Welcome to my reflective blog on everything technology enhanced learning
Delivering higher education in a technologically advanced society…
In the past two decades advances in educational technology have led to many debates regarding the role of the traditional lecturer in higher education (HE), the adoption of technology enhanced learning, the development of a range of flexible pedagogies and different modes of delivery. With blended learning, flipped classroom, collaborative learning and use of virtual learning environments (and many others) being eagerly researched and debated (Dooris et al., 2004; Garrison and Vaughan, 2013).
The emphasis on teaching staff adopting a multi-pragmatic pedagogical approach to learning and teaching continues to be driven by a range of complex factors. Amongst those, the need to enhance the learning experience for a diverse student population, provide value for money as student fees raise, improve student outcomes and attainment, and doing so whilst equipping students with a full range of graduate attributes and digital capabilities… (deep breath)…HE institutions are now operating in a competitive business-like environment, where the student population is now more diverse than ever. Not to mention the expanding cost of delivering education, lack of resource and need for more efficient teaching strategies (King and Boyatt, 2014; Markova, 2014; Sutton and DeSantis, 2017).
Its no wonder so many HE institutions have historically been described as lurching about in terms of adopting educational technologies. This is not a simple task! As education providers we now have to reconceptualise the design and delivery of teaching and learning. Innovating at the same pace as new technologies develop, proves quite the challenge for institutions bound by bureaucratic red tape and traditional structures. For traditional HE institutions this will require a cultural shift and presents a complex strategic challenge for educational leaders. More so, this presents a requirement for educators to creatively adapt to this modern environment, when they themselves may feel ill-equipped to respond.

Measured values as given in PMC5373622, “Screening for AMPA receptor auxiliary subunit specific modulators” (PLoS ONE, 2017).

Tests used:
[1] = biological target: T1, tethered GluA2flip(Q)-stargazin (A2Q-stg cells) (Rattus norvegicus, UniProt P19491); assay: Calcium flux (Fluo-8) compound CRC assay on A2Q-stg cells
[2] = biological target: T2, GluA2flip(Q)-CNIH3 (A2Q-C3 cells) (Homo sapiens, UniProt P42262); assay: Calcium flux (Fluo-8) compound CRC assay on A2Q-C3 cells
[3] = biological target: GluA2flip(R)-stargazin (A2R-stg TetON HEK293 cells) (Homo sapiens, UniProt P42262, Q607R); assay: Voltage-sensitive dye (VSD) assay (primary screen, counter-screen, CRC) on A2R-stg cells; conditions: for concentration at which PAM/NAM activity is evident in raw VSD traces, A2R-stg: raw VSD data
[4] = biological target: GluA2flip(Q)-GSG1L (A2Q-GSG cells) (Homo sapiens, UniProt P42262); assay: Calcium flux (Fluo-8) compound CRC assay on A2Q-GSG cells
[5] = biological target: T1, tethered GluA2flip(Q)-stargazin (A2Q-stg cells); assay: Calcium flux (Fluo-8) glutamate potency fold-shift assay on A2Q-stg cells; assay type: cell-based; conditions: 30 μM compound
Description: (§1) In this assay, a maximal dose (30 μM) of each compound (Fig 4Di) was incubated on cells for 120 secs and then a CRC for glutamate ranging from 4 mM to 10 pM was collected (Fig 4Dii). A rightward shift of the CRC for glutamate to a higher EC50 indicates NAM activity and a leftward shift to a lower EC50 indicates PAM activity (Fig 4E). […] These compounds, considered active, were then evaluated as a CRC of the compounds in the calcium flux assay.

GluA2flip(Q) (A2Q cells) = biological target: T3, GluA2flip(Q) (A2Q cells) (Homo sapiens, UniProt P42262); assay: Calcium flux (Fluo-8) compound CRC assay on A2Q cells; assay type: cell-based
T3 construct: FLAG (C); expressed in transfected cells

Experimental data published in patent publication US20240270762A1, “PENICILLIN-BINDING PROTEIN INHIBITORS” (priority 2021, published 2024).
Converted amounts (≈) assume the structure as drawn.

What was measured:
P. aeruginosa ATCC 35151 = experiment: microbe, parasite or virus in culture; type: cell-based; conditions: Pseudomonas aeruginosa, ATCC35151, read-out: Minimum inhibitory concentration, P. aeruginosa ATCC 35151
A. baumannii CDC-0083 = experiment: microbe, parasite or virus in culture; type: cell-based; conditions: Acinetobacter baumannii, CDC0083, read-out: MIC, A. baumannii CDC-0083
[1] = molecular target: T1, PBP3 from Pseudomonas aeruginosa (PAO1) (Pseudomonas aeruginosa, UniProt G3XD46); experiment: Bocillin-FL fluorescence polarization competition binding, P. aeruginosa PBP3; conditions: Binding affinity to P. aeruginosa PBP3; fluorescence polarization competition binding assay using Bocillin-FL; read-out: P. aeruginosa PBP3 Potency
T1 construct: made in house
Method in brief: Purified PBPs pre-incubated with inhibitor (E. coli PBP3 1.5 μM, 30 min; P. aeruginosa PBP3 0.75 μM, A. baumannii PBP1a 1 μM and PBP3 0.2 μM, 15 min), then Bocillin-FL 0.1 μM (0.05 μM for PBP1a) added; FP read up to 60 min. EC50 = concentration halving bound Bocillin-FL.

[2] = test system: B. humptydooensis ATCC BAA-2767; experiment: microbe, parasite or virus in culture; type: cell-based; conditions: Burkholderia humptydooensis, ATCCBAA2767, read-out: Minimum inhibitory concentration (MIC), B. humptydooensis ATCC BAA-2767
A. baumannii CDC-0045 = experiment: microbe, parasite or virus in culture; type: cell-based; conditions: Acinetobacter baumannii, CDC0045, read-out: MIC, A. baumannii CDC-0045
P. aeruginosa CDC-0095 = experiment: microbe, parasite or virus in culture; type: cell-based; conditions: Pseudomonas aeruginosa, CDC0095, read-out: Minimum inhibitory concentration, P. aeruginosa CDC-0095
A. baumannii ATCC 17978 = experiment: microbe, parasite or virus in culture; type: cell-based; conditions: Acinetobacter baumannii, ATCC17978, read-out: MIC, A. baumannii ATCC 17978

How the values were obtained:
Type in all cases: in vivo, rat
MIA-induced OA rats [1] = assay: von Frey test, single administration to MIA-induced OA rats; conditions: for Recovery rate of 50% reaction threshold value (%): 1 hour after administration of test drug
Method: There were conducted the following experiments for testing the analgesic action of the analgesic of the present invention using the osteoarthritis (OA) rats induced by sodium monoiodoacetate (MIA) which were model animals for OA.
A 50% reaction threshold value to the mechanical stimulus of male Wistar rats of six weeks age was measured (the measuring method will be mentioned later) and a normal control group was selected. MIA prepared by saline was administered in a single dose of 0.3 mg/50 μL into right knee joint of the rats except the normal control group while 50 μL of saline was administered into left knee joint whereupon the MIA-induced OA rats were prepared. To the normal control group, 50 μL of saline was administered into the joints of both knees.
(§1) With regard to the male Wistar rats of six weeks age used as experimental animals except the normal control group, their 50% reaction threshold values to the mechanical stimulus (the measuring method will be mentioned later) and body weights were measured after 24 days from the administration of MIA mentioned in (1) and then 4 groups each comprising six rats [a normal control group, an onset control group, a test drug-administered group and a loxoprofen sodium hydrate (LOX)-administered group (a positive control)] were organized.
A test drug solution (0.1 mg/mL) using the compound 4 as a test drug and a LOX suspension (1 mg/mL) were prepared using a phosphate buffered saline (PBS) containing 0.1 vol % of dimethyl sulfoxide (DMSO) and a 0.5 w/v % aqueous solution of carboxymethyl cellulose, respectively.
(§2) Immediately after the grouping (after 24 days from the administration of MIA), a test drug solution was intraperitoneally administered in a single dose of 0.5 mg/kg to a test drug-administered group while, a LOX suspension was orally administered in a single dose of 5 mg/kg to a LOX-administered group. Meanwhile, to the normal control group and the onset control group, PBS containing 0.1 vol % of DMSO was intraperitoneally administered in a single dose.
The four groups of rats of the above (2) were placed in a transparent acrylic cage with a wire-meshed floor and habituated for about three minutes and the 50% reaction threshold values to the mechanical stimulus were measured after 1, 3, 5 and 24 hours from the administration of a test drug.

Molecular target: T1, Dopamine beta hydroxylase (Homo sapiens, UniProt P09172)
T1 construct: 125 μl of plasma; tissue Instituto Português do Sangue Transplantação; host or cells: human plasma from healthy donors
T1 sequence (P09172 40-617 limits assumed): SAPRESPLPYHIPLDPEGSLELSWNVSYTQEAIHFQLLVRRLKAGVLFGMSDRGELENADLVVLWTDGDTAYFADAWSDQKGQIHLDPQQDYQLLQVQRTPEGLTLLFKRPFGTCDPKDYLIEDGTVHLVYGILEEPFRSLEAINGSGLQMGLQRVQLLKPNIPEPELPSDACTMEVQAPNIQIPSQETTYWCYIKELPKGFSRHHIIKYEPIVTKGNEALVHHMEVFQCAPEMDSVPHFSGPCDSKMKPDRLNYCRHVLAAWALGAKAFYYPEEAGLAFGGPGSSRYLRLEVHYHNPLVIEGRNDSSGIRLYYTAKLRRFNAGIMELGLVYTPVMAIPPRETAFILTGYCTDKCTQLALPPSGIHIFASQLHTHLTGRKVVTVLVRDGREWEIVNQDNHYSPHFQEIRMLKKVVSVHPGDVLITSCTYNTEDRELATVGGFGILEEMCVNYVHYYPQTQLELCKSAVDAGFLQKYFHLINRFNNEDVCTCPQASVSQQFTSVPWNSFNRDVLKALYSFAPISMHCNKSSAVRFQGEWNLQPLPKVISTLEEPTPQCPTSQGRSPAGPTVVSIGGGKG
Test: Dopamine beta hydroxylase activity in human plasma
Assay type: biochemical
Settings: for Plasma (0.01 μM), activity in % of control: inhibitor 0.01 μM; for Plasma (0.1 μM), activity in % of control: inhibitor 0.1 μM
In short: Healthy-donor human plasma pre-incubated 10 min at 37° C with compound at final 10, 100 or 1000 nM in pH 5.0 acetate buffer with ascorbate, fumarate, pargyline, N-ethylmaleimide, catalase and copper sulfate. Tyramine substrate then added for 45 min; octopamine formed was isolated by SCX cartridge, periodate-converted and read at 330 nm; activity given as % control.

Change is constantly on the horizon… so how can we adapt to ensure we are using educational technology in a way that actually enhances the student learning experience? and is not just technology for technology sake. How can we provide an educational experience that the next generation of students will expect? Students that will have access to a complex ecosystem of learning resources and information provided by their own mobile devices, social platforms and Apps for pretty much any aspect of life and learning.
As a Learning Enhancement and Technology Adviser and a student on a Investigating Technology Enhanced Learning module, I hope to explore some of these questions in my reflective blog. Develop and enhance my own understanding of approaches to integrating educational technologies and what we need to do to ensure these technologies enhance the student learning experience.
Dooris, M.J., Kelley, J.M. and Trainer, J.F. (2004) ‘Strategic planning in higher education’, New Directions for Institutional Research, 2004(123), pp. 5-11.
Garrison, D.R. and Vaughan, N.D. (2013) ‘Institutional change and leadership associated with blended learning innovation: Two case studies’, The Internet and Higher Education, 18(Supplement C), pp. 24-28.
King, E. and Boyatt, R. (2014) ‘Exploring factors that influence adoption of e-learning within higher education’, British Journal of Educational Technology, 46.
Markova, M. (2014) ‘A model of leadership in integrating educational technology in higher education’, Online Journal of Distance Learning Administration, 17(4), pp. 1-9.